¿Qué falló en 2008?

BERKELEY – Para resolver un problema, no basta con saber lo que se debe hacer. Hay que aplicar en realidad la solución y estar dispuesto a cambiar de rumbo, si resulta que no se sabía tanto como se creía. Ése es el mensaje de dos libros recientes que juntos nos dicen todo lo que necesitamos saber sobre la crisis financiera de 2008: lo que la causó, lo que se debe hacer para evitar que reaparezca y por qué no se ha hecho aún.

El primer libro es The Shifts and the Shocks, del periodista conservador británico Martin Wolf, que comienza catalogando los cambios importantes que prepararon el terreno para el desastre económico que sigue moldeando el mundo actual. Su punto de partida es el enorme aumento de la riqueza entre el 0,1 por ciento y el 0,01 por ciento más ricos del mundo y la consiguiente presión para que las personas, los gobiernos y las empresas se endeudaran de forma cada vez más insostenible.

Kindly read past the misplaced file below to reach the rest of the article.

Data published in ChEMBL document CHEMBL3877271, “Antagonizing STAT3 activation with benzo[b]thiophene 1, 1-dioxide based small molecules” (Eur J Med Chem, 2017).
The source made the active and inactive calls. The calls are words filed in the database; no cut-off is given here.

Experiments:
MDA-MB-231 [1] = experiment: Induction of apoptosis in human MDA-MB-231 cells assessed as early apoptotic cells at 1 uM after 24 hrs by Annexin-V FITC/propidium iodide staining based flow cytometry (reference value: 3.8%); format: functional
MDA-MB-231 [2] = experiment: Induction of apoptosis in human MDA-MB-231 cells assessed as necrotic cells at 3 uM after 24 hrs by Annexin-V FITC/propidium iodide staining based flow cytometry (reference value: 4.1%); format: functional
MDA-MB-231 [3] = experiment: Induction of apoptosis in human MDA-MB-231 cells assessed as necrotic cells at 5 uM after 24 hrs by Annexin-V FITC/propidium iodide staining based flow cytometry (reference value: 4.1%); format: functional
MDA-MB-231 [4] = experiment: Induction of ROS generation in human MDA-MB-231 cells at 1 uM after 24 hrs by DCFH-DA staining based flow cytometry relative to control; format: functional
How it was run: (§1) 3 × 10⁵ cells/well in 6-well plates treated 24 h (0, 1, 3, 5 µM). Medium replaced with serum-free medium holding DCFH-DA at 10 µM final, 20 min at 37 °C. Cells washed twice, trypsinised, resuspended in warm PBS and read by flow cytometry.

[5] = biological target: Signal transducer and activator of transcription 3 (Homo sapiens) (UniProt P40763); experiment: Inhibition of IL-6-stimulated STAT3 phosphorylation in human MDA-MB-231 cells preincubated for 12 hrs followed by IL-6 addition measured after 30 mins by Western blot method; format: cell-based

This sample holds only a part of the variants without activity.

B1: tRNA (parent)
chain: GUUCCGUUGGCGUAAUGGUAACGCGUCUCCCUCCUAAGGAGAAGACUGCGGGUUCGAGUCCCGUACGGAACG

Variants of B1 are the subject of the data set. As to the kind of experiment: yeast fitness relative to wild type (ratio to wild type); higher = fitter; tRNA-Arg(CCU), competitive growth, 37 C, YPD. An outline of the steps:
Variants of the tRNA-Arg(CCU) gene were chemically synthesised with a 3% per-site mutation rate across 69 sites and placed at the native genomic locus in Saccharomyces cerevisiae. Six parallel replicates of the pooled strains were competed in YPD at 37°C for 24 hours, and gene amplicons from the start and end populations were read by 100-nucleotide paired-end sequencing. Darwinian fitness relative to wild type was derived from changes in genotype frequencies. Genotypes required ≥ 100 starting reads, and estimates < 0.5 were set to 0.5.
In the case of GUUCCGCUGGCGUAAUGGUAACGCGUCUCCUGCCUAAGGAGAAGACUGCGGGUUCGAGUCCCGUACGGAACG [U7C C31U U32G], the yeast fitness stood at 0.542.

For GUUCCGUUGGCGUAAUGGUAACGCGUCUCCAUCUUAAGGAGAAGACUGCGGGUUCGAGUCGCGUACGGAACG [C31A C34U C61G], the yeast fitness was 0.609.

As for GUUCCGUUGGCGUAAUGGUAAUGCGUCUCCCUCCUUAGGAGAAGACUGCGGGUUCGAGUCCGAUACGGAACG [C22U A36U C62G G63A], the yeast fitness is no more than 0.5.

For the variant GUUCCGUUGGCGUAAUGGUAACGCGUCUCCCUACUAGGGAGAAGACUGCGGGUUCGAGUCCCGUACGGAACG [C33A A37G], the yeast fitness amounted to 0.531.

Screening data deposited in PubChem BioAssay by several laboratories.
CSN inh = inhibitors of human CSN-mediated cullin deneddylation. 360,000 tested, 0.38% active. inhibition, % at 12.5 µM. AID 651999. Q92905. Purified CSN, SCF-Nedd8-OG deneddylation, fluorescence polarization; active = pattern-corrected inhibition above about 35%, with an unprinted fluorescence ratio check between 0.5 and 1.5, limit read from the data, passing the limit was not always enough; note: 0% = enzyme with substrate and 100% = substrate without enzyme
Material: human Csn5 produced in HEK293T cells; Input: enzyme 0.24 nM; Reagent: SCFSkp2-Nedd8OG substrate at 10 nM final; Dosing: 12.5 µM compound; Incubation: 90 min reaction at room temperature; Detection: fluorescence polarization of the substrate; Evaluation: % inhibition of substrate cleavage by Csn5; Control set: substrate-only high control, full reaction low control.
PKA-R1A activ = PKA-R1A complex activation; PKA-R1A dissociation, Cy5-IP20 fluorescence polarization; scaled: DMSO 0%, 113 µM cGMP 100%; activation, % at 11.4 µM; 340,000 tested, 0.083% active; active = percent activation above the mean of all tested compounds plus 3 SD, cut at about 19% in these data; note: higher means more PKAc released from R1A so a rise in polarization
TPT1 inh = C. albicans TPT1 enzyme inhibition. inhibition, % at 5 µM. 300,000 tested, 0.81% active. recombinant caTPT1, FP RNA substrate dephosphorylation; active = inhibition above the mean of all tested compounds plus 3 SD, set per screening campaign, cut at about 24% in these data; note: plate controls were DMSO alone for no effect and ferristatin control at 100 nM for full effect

Entretanto, las autoridades cayeron en la autocomplacencia, adormecidas por la generalizada aceptación de teorías económicas, como, por ejemplo, la “hipótesis del mercado eficiente”, que da por sentado que los inversores actúan racionalmente y se basan en toda la información disponible al adoptar sus decisiones. A consecuencia de ello, se desregularon los mercados, con lo que resultó fácil negociar activos considerados seguros, pero que no lo eran. Como consecuencia de ello, el riesgo sistémico proliferó más de lo que los bancos centrales podían imaginar.

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